A: We optimize businesses through a meticulously analyzed sense of reality whereas our philosophy correlates with our 20 years of experience in helping our clients’ business prosper. Our centerpiece is our profit and loss/DCF model that enables us to offer the best option for our clients throughout the entire value chain of the project. To sum up, we focus on minimizing the time for a project financial closing.

Q: What is your targeted portfolio?

A: We are elated to see that the industry has changed at its core. In the past, only top-tier off-takers with solid financial statements and multimillion-dollar revenues could undertake electric power-related projects for self-supply. Now, thanks to the recent developments in the market and the Energy Reform, SMEs can undertake self-supply and distributed generation projects. Developers, equity partners, distributed generation partners, as well as the residential-commercial segment of the electric market are within our targeted business scope too.

Q: How would you rate the design of Mexico’s Energy Reform?

A: We think that Mexico’s Energy Reform prioritized the oil and gas sector. Then, it slowed the pace in which the reform addressed the electric and renewable energy sectors. This slowdown worsened due to the fact that the macro and micro economic landscape was entering a turbulent period when the reform was launched. For instance, interest rates, warranties and the exchange rate between the US dollar and the Mexican peso played a key role in putting on hold most of the projects that were under development. Also, we have yet to permeate concepts like project financing and particularly financial closing for renewable energy projects. The new legal framework, infrastructure programs, such as PRODESEN, and public instruments like energy auctions have only recently impacted the sector, creating new opportunities for our company. In the long term, Mexico´s Energy Reform will definitely be a great success, bringing prosperity for every stakeholder involved in the energy ecosystem.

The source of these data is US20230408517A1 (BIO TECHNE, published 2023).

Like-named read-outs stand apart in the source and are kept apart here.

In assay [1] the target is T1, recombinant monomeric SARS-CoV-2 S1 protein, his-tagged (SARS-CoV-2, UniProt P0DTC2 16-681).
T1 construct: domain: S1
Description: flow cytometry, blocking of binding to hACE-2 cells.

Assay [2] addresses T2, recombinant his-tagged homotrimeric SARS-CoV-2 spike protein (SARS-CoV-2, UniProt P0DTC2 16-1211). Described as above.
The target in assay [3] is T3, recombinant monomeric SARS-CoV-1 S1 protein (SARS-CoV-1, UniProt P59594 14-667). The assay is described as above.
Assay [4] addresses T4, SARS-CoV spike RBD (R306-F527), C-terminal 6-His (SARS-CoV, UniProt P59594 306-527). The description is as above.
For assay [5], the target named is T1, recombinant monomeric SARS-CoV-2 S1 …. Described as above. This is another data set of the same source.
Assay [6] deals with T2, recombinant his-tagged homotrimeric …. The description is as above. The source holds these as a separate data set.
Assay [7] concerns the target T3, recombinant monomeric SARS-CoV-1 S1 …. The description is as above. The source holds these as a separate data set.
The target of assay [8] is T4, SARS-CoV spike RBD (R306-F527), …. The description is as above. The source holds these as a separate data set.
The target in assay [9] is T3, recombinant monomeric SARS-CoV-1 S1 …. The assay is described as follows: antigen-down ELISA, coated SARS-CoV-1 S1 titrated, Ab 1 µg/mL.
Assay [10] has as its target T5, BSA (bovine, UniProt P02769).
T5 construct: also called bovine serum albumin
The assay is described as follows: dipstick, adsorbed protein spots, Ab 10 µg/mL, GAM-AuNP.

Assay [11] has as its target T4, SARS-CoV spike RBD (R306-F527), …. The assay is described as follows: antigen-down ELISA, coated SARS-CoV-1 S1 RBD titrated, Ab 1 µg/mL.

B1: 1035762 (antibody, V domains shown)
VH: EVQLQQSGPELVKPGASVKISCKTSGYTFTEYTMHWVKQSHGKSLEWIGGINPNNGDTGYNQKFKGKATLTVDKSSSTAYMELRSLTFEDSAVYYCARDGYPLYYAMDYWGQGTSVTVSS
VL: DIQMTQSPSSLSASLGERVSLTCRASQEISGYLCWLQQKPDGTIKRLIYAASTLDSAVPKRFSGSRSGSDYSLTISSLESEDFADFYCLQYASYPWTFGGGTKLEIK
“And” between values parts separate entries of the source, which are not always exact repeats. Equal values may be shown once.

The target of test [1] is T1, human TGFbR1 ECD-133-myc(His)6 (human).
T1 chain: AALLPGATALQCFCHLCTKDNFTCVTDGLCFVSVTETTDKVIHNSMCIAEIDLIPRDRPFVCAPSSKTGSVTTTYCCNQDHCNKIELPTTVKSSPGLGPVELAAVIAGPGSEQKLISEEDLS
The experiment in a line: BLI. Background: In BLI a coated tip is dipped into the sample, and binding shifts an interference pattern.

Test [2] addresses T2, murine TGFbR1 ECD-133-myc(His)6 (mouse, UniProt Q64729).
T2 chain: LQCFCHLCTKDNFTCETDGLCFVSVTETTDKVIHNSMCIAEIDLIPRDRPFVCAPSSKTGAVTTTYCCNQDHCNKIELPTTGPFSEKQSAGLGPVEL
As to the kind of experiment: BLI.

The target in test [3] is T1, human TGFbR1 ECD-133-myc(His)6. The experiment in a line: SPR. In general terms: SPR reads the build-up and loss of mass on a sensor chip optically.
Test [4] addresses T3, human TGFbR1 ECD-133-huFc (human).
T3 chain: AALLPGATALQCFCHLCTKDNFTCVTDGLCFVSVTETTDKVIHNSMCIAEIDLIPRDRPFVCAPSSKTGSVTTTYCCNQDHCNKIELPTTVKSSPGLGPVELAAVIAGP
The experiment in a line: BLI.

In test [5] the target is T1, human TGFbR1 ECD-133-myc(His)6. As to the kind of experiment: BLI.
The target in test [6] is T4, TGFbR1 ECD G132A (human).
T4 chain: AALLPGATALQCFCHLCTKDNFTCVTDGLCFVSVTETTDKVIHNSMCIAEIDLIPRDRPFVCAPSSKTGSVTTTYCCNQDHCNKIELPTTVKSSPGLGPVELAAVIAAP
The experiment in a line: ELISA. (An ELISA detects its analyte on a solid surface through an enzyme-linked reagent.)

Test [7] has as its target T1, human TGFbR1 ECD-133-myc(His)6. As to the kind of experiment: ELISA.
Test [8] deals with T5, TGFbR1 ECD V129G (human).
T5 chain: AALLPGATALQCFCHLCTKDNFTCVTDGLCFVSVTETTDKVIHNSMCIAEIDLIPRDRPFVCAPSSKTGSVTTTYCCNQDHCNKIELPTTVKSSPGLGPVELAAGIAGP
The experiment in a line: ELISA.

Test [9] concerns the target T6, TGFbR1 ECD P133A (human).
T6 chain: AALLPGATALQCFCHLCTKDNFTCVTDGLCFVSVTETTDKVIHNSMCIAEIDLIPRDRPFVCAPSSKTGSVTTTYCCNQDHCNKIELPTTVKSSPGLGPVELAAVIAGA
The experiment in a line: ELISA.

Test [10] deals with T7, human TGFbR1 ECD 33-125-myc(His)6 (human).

Q: Which renewable energy resource has the most promising future in Mexico?

A: Mexico is blessed to have many renewable energy resources across the country. We have been looking at hydro power for a long time because it has interesting applications for electric-power generation. Some extrinsic factors surrounding this technology, particularly social and environmental impact, have pushed us to look at other renewable-energy sources. The country’s potential in geothermal energy is remarkable but requires high capitalization and its harnessing and power-producing applications are highly specialized and technical. We have been dealing with the electricity market for 20 years so we can attest to the tremendous drop in solar-energy costs, making it increasingly attractive and commercially viable. The economies of scale and efficiency in power production from this particular technology are notable. Wind power also has tremendous potential but the time required to develop a project is a key condition that needs to be considered. 

Q: What are your future ambitions in Mexico’s energy sector?

A: We want to keep supporting Mexico’s electric sector and to grow in sync with our clients’ business. Our differentiator since our inception is our capacity to evolve parallel to the market’s tendencies. To summarize: we want to keep evolving and stay at the forefront of new opportunities; we also want to be the country’s reference in energy business development